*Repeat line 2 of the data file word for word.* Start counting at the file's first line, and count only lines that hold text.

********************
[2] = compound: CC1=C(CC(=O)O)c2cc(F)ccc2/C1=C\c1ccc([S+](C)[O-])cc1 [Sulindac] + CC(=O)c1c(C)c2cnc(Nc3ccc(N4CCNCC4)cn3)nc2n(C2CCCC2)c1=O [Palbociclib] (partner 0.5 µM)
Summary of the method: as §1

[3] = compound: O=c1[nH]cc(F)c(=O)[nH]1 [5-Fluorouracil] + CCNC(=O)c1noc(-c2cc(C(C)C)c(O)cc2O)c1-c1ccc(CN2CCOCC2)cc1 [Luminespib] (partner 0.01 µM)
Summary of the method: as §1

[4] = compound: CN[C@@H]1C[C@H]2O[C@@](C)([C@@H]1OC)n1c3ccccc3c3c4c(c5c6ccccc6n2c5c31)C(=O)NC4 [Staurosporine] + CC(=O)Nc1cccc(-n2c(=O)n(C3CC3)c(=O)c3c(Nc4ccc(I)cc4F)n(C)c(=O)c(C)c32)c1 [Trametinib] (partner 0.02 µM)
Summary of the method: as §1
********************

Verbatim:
Summary of the method: as §1